Overall, the survey found that there was limited support to facilitate the use of digital technology within the sector. The most common form of support provided was organisational policies or frameworks, which 46% of digital technology users reported. Around 45% of digital technology users had been provided with a smart phone or other device and smaller numbers of users had been provided with other forms of support, as shown in Figure 8.

One-fifth of digital technology users reported that they had not been supported. This finding confirmed what CFCA had heard anecdotally and through targeted consultation: that while significant numbers of professionals in the child, youth and family sector are using digital technology as part of their work, the resources and policies to support the use of digital technology is lagging behind.

Figure 8: Organisational support for digital technology users, by type

Figure 8: Organisational support for digital technology users, by type

Risks

Survey respondents were asked to identify risks or issues (either current or potential) that they saw with digital technology use, either in their agency or in the sector. Figure 9 depicts the risks or issues they identified. Only 3% indicated that they did not perceive any risks or issues with the use of digital technology.

Figure 9: Risks or issues with the use of digital technology at work or in the social services sector, as identified by survey respondents

Figure 9: Risks or issues with the use of digital technology at work or in the social services sector, as identified by survey respondents

Data security was identified as a risk in the qualitative data:

There is always the security risks associated with all levels of information gathering and dispersion when using digital technology. When multi-national companies and governments cannot be completely secure digitally, how is the small organisation to cope, technically and financially. (Program manager, Not-for-profit)

This was supported by quantitative data findings. The most commonly identified risk was client privacy and confidentiality (75%), followed by the privacy and confidentiality of workers (61%). Over half of survey respondents also identified ethical and legal risks and client/staff boundaries as risks or issues.

Some survey respondents suggested that digital technology would reduce the amount of face-to-face contact between people and that this would have a negative impact:

I don’t like the way digital technology is changing communication between people. I believe in the positive effects of human contact and fear that this is more and more replaced by digital technology. (Practitioner, Not-for-profit)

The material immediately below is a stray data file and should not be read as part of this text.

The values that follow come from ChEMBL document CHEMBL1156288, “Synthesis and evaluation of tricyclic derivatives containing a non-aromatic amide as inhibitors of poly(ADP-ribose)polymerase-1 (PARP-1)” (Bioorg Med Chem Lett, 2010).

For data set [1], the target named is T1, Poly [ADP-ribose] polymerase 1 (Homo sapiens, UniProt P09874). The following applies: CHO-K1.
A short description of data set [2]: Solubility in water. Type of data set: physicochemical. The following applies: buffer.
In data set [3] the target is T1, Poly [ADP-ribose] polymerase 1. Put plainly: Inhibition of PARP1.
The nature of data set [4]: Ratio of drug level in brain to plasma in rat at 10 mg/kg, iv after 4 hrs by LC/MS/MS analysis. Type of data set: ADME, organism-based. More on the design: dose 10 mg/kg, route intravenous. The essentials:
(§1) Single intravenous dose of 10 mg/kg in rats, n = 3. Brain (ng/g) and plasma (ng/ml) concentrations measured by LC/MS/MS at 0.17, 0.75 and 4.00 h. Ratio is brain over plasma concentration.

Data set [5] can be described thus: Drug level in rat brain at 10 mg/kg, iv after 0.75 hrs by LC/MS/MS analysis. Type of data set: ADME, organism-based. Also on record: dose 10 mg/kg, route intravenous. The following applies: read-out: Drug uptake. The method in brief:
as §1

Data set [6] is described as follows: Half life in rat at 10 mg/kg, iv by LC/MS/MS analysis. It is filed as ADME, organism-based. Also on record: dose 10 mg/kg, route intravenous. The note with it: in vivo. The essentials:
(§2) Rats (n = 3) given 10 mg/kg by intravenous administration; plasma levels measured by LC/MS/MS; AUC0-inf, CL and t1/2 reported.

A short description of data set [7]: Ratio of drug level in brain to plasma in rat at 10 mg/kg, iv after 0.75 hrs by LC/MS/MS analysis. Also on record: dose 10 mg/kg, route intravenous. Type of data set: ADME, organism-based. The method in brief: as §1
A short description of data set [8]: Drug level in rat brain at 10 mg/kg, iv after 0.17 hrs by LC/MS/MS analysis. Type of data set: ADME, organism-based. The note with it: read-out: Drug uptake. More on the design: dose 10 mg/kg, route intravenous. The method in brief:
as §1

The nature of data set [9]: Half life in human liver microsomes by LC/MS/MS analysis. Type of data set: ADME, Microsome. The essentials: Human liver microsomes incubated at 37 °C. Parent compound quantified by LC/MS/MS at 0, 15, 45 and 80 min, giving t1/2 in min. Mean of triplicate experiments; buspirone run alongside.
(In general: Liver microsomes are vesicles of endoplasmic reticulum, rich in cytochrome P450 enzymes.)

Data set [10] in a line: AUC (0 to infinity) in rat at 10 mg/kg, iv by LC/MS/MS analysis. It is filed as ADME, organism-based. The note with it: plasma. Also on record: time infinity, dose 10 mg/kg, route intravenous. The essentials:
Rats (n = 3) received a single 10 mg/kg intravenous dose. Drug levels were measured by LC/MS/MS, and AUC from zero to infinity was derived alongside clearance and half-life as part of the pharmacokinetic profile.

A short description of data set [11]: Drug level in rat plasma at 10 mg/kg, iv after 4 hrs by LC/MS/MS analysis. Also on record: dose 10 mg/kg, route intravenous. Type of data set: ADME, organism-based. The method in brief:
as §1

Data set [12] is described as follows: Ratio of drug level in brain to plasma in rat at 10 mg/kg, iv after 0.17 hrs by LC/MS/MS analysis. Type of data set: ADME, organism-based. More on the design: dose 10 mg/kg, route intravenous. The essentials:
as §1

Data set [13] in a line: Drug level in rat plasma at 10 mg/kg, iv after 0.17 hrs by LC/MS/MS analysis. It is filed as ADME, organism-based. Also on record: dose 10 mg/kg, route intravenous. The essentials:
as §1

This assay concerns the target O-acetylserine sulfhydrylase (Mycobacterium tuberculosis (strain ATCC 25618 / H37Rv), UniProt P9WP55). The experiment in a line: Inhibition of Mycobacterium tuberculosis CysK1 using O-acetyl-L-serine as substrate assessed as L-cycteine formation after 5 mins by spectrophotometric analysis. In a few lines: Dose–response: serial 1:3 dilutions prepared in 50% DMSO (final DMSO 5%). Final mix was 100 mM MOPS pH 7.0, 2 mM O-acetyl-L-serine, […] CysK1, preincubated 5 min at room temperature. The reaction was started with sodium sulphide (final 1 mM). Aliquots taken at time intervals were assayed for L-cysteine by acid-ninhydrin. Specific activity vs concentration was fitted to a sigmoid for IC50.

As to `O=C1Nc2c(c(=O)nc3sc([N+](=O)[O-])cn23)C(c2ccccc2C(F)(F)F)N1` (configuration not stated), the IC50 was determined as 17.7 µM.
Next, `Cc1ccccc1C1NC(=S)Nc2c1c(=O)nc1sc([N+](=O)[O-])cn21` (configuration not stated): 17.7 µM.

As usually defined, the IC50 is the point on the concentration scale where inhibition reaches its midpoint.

Risks were perceived differently by people with different roles. Figure 10 examines client privacy and confidentiality, which was identified by 75% of survey respondents as a risk associated with the use of digital technology. Reflecting an overall pattern, this was identified as a risk by only 56% of senior leaders, who consistently identified less risks with the use of digital technology than survey respondents in other positions. Administrators were more likely to identify client privacy and confidentiality as a risk of digital technology use (82%) when compared to other positions.

Figure 10: Risk to client privacy and confidentiality, by position

Figure 10: Risk to client privacy and confidentiality, by position

Although not captured in the quantitative data, digital technology as an inefficiency and cause of additional work was mentioned in the qualitative data. This was identified in the blurring boundaries between work and home:

We have no choice but to use technology in our work, even though it creates more work than what it should. Technology invades every aspect of life, work and social media. It has become harder to work around and only provides us with less family time and more work time. (Administrator, Local government) 

Some professionals also identified that digital technology use was creating more work through inefficiencies:

Easy-to-use and responsive technology would probably enhance our work. At the moment, the various data collection interfaces are mostly taking time away from the core of our work. Too much screen work and not enough time to build relationships with the families and children. (Program manager, Not-for-profit)

Opportunities

The survey included an open question asking respondents what they saw as current and potential uses of digital technology in their workplace or in the social services sector. Responses were thematically analysed and grouped into categories. Figure 11 shows these categories and the percentage of respondents who identified a use or potential use in each of those categories.